(...continued) Processed carbohydrates are more of a threat to cholesterol, and especially triglycerides levels than fats.  Processed carbohydrates are concentrated carbohydrates--it's much too easy to overindulge. Take wheat, for example.   As a whole, unprocessed  grain, the only way the wheat "berry" can by eaten, is cooked in a porridge.   In that form, you'd maybe eat it once or twice a week, if that.   But look at what the food processing industry has done for (or should I say "to"?) the lowly wheat berry!   There's bread for starters, both whole wheat and white, not to mention "potato" and raisin.  Then there are bagels, english muffins, hard rolls, dinner rolls, biscuits, quick breads, crackers of all sorts, donuts, pastries, pies, cakes, cookies, muffins, cupcakes, snack cakes, a plethora of pastas, macaroni, and noodles.   There's wheat in gravies and sauces, some soups and even soy sauce.   Now add up how many times a week (or day) you eat that lowly wheat berry!   The same can be said for corn. Corn may even be consumed more often because of its use as a sweetener by the food processing industry.   You've seen "high fructose corn syrup" on labels, right?  Sugar, whether it's made from sugar cane (again, a processed food), sugar beets, or corn, is the ultimate carbohydrate.   This "food" has been processed so much that there's no nutrition left; it's just pure carbohydrate, and concentrated at that.  Even if you don't eat much food, you get an unproportionally high intake of carbohydrates, which are a major component of triglycerides.  It's like adding fuel to the fire. It just makes it too easy for your body to make triglycerides.  And because of the decreased ability of your body to clear triglycerides and cholesterol they build up in the blood.

One last point: Cholesterol becomes a problem when it becomes oxidized, or damaged by nasty little by-products of metabolism called free radicals.  There's no avoiding free radicals, but we can protect against them with something called "anti-oxidants".  Antioxidants help cells and molecules avoid oxidation by acting like a shield and sacrificing themselves instead.  The best antioxidants are certain vitamins and minerals like vitamins C and E, Betacarotene and other carotinoids, selenium and lipoic acid.  It's a good idea to take them in a supplement (ask a nutritionist for the dose that's right for you), but it also makes good sense to get them through your food.  The best source of antioxidants are fruits and vegetables, nuts and seeds.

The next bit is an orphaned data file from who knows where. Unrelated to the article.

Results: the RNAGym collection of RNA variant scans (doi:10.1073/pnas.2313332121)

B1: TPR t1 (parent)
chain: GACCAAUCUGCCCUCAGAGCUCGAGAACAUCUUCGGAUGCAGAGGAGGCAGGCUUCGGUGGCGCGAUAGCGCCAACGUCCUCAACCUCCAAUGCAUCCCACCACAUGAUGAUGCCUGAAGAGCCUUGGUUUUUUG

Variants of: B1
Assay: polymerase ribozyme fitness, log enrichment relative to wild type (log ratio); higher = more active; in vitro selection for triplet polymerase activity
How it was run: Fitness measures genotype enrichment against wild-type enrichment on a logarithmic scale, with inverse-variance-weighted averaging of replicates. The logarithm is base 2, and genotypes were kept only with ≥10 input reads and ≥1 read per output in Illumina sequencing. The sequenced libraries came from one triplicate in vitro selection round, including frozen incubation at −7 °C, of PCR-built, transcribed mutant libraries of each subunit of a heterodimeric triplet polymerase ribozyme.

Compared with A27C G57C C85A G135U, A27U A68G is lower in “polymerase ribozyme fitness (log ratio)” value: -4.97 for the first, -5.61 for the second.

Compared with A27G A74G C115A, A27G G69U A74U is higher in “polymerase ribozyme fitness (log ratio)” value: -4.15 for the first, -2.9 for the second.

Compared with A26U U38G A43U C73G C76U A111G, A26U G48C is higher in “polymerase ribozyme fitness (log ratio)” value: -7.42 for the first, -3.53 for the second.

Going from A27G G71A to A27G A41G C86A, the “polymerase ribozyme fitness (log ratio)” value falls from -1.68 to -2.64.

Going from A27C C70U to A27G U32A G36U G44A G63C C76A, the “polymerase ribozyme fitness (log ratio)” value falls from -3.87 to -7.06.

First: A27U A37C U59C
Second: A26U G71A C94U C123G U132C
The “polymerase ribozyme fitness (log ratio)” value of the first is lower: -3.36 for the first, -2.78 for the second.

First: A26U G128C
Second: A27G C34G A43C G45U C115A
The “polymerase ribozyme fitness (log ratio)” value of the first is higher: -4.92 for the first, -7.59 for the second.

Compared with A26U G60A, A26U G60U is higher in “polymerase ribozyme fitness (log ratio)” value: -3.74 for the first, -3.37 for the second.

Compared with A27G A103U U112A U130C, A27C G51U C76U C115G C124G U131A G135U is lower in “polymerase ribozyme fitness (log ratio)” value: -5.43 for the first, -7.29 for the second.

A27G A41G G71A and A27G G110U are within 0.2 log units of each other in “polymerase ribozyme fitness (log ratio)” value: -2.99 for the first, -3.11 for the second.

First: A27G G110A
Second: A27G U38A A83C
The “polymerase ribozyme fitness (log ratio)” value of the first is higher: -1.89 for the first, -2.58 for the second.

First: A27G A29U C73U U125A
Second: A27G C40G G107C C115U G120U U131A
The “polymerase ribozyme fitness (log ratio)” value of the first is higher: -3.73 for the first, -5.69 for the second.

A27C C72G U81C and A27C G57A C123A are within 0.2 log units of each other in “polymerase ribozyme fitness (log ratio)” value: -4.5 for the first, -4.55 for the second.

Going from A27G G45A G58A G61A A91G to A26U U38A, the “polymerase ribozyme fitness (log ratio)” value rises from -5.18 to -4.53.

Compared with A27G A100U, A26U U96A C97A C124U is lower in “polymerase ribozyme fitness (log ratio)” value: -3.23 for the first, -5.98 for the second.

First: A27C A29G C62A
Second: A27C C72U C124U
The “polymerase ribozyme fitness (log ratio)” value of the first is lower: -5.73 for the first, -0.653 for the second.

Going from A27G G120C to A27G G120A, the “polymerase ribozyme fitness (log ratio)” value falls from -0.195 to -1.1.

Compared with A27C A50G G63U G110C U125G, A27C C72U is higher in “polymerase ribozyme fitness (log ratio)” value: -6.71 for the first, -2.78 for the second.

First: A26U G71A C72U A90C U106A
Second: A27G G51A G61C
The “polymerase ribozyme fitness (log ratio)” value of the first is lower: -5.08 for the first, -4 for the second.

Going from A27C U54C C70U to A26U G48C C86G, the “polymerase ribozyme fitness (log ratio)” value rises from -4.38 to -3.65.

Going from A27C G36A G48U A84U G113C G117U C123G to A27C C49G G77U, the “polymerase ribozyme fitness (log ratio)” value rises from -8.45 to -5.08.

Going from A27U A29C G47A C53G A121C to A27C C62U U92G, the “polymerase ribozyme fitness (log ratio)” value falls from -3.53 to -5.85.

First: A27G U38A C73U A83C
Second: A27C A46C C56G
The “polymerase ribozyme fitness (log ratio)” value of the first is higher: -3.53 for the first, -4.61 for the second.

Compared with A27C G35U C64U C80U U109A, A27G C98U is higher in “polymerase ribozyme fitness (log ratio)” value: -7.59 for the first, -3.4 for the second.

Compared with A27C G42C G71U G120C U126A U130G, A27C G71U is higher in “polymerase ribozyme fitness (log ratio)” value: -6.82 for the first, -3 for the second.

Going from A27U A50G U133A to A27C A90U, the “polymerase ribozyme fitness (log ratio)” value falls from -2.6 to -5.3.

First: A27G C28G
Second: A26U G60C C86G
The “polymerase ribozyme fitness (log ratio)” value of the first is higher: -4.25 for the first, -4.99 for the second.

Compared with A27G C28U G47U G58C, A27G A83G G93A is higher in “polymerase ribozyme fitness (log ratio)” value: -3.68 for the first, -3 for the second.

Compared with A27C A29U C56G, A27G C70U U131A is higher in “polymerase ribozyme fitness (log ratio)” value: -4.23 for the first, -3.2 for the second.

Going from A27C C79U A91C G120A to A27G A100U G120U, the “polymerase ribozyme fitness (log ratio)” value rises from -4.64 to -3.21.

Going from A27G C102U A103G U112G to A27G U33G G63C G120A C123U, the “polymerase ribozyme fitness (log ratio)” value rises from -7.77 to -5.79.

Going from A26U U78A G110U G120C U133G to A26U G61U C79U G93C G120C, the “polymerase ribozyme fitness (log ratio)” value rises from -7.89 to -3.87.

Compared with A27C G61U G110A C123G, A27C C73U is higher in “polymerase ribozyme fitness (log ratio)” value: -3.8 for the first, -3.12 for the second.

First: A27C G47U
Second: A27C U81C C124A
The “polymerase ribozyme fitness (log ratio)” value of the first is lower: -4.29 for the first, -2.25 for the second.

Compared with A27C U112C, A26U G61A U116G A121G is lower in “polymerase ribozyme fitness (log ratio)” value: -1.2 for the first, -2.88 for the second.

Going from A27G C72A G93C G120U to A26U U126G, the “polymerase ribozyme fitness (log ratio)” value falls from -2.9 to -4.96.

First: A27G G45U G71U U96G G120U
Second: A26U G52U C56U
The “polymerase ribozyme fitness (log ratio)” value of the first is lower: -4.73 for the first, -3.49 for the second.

Hmmm?.Let's see:  If  I eat more fruits and vegetables, I'll probably eat less of other foods like chips, soda, and cookies, right?  In other words, I'll be

►increasing my antioxidant protection for the cholesterol that I do have, and I'll be making less cholesterol in the first place because I'll be consuming less processed carbohydrates.  It's kind of like killing two birds with one stone, huh?  Not a bad deal at all!

Sample Meal Plan

Breakfast:  1 cup cottage cheese or unsweetened yogurt with ½ cup blueberries Or  1 cup whole grain cereal (such as oatmeal), cinnamon and toasted almonds

Tuna salad (large can), lettuce, tomato, on a whole wheat pita pocket with Mixed green salad or cooked vegetables

Grilled (or baked or broiled) chicken or steak, baked sweet potato, steamed Broccoli

Snacks:     Handful of raw almonds, hazelnuts, walnuts, pecans, sunflower or pumpkin seeds, fruit, sugar-free yogurt, leftover chicken, turkey, etc,  string cheese

Guardian Update is the official newsletter of The Guardian Health Association ? .  It is made possible, in part, by support from Unimed Pharmaceuticals.  The information contained herein is for informational and educational purposes only, and should not be used as a substitute for medical advice.  Please consult with your health care provider before embarking on any health related program.

Knowledge = Power
Peace and Good Health!!!



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